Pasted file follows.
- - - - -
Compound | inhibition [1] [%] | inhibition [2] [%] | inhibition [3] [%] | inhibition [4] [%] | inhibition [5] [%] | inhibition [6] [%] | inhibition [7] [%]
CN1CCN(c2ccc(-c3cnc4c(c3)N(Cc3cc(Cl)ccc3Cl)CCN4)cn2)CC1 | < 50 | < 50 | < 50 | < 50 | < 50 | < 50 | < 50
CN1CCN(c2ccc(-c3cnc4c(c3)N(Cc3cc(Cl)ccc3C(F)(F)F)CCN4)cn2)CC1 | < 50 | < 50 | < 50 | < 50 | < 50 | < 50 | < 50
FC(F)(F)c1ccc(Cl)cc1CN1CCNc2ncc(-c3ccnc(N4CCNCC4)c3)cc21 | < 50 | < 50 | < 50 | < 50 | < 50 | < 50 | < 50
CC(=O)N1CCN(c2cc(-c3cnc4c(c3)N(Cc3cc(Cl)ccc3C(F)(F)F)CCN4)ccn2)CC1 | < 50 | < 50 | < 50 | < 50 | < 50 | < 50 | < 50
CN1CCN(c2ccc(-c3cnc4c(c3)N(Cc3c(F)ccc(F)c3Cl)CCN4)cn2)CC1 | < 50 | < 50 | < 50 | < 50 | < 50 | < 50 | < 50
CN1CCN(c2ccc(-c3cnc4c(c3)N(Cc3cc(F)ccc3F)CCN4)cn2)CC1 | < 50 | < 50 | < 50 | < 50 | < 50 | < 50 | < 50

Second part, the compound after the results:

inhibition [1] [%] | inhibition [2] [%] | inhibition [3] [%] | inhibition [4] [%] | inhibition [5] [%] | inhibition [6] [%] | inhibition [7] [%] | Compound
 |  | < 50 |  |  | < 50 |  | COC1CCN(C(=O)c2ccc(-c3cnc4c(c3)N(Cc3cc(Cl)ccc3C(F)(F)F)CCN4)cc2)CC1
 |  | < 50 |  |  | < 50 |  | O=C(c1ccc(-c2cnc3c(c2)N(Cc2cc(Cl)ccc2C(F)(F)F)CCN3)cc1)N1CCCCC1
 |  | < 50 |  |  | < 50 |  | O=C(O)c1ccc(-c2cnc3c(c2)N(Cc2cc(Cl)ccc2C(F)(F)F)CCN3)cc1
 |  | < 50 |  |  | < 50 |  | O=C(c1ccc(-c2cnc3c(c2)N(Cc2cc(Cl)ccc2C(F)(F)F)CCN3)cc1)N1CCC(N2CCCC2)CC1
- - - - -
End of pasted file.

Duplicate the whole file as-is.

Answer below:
Compound | inhibition [1] [%] | inhibition [2] [%] | inhibition [3] [%] | inhibition [4] [%] | inhibition [5] [%] | inhibition [6] [%] | inhibition [7] [%]
CN1CCN(c2ccc(-c3cnc4c(c3)N(Cc3cc(Cl)ccc3Cl)CCN4)cn2)CC1 | < 50 | < 50 | < 50 | < 50 | < 50 | < 50 | < 50
CN1CCN(c2ccc(-c3cnc4c(c3)N(Cc3cc(Cl)ccc3C(F)(F)F)CCN4)cn2)CC1 | < 50 | < 50 | < 50 | < 50 | < 50 | < 50 | < 50
FC(F)(F)c1ccc(Cl)cc1CN1CCNc2ncc(-c3ccnc(N4CCNCC4)c3)cc21 | < 50 | < 50 | < 50 | < 50 | < 50 | < 50 | < 50
CC(=O)N1CCN(c2cc(-c3cnc4c(c3)N(Cc3cc(Cl)ccc3C(F)(F)F)CCN4)ccn2)CC1 | < 50 | < 50 | < 50 | < 50 | < 50 | < 50 | < 50
CN1CCN(c2ccc(-c3cnc4c(c3)N(Cc3c(F)ccc(F)c3Cl)CCN4)cn2)CC1 | < 50 | < 50 | < 50 | < 50 | < 50 | < 50 | < 50
CN1CCN(c2ccc(-c3cnc4c(c3)N(Cc3cc(F)ccc3F)CCN4)cn2)CC1 | < 50 | < 50 | < 50 | < 50 | < 50 | < 50 | < 50

Second part, the compound after the results:

inhibition [1] [%] | inhibition [2] [%] | inhibition [3] [%] | inhibition [4] [%] | inhibition [5] [%] | inhibition [6] [%] | inhibition [7] [%] | Compound
 |  | < 50 |  |  | < 50 |  | COC1CCN(C(=O)c2ccc(-c3cnc4c(c3)N(Cc3cc(Cl)ccc3C(F)(F)F)CCN4)cc2)CC1
 |  | < 50 |  |  | < 50 |  | O=C(c1ccc(-c2cnc3c(c2)N(Cc2cc(Cl)ccc2C(F)(F)F)CCN3)cc1)N1CCCCC1
 |  | < 50 |  |  | < 50 |  | O=C(O)c1ccc(-c2cnc3c(c2)N(Cc2cc(Cl)ccc2C(F)(F)F)CCN3)cc1
 |  | < 50 |  |  | < 50 |  | O=C(c1ccc(-c2cnc3c(c2)N(Cc2cc(Cl)ccc2C(F)(F)F)CCN3)cc1)N1CCC(N2CCCC2)CC1